Why not try our new pay as you feel subscription? You decide how much to pay.
Share this article  
  share on facebook     share on twitter  

Kim Bryan works for the Centre for Alternative Technology in Machynlleth, Wales.


Don’t let Uber take you for a ride
Uber is no friend of passengers or workers, writes Lewis Norton – the firm has put riders at risk and exploited its drivers

Acid Corbynism’s next steps: building a socialist dance culture
Matt Phull and Will Stronge share more thoughts about the postcapitalist potential of the Acid Corbynist project

Flooding the cradle of civilisation: A 12,000 year old town in Kurdistan battles for survival
It’s one of the oldest continually inhabited places on earth, but a new dam has put Hasankeyf under threat, write Eliza Egret and Tom Anderson

New model activism: Putting Labour in office and the people in power
Hilary Wainwright examines how the ‘new politics’ needs to be about both winning electoral power and building transformative power

What is ‘free movement plus’?
A new report proposes an approach that can push back against the tide of anti-immigrant sentiment. Luke Cooper explains

The World Transformed: Red Pepper’s pick of the festival
Red Pepper is proud to be part of organising The World Transformed, in Brighton from 23-26 September. Here are our highlights from the programme

Working class theatre: Save Our Steel takes the stage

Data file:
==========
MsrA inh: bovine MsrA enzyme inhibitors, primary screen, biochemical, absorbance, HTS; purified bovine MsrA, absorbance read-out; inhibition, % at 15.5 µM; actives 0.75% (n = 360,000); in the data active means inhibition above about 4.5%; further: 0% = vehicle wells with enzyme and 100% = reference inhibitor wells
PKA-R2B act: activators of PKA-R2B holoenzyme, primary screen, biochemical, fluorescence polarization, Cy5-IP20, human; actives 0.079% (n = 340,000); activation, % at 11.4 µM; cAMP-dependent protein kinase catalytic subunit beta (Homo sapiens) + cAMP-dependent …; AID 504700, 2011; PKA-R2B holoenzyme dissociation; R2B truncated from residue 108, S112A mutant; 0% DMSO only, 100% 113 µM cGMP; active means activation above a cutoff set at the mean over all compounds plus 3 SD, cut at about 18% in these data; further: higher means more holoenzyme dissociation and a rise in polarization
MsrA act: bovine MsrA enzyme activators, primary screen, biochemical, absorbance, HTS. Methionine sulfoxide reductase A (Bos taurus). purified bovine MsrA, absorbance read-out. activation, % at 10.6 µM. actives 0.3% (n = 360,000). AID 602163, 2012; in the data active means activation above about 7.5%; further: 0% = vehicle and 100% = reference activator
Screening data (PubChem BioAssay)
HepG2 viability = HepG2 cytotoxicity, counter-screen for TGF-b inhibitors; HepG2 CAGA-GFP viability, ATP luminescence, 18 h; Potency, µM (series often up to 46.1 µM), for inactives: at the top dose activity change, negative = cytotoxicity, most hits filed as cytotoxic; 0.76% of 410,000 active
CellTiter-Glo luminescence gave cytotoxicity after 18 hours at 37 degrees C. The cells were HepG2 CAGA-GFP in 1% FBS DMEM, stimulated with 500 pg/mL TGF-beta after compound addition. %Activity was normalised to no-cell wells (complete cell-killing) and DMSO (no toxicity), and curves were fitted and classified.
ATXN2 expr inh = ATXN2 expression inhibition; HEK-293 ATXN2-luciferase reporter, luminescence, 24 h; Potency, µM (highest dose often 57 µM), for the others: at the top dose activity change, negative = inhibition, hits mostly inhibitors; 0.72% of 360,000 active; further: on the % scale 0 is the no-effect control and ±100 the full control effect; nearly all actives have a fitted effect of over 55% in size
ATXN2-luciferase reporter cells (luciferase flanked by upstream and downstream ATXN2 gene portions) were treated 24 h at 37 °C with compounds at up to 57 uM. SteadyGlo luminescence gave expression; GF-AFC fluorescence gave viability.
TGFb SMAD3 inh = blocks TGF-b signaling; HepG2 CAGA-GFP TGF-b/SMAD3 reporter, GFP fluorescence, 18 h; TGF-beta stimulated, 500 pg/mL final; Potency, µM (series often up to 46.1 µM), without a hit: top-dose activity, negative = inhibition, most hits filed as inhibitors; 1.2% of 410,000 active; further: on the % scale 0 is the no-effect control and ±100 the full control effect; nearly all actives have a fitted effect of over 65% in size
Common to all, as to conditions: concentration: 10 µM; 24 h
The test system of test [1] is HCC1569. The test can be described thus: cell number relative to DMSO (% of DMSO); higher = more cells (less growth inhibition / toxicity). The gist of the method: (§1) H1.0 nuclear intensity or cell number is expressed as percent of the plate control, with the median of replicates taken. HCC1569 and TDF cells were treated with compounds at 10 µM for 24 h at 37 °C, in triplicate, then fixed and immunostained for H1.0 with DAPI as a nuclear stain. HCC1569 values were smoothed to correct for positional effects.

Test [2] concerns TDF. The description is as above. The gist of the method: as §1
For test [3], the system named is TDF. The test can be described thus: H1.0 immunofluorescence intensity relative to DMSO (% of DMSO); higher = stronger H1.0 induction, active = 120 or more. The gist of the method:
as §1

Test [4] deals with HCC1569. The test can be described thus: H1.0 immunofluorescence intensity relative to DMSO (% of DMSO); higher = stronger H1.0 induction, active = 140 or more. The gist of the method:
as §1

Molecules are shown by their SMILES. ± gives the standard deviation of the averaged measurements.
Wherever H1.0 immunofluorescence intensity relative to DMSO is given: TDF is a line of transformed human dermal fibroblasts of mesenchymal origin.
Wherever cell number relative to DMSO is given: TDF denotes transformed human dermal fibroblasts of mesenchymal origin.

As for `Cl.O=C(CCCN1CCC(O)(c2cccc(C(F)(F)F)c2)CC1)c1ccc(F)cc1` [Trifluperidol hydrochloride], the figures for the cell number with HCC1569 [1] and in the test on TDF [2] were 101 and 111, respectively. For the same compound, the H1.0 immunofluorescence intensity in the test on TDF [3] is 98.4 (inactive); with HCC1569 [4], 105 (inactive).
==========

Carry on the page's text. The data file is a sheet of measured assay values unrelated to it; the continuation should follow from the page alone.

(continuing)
A new play inspired by Port Talbot’s ‘Save Our Steel’ campaign asks questions about the working class leaders of today. Adam Johannes talks to co-director Rhiannon White about the project, the people and the politics behind it

The dawn of commons politics
As supporters of the new 'commons politics' win office in a variety of European cities, Stacco Troncoso and Ann Marie Utratel chart where this movement came from – and where it may be going

A very social economist
Hilary Wainwright says the ideas of Robin Murray, who died in June, offer a practical alternative to neoliberalism

Art the Arms Fair: making art not war
Amy Corcoran on organising artistic resistance to the weapons dealers’ London showcase

Beware the automated landlord
Tenants of the automated landlord are effectively paying two rents: one in money, the other in information for data harvesting, writes Desiree Fields

Black Journalism Fund – Open Editorial Meeting
3-5pm Saturday 23rd September at The World Transformed in Brighton

Immigration detention: How the government is breaking its own rules
Detention is being used to punish ex-prisoners all over again, writes Annahita Moradi

A better way to regenerate a community
Gilbert Jassey describes a pioneering project that is bringing migrants and local people together to repopulate a village in rural Spain

Fast food workers stand up for themselves and #McStrike – we’re loving it!
McDonald's workers are striking for the first time ever in Britain, reports Michael Calderbank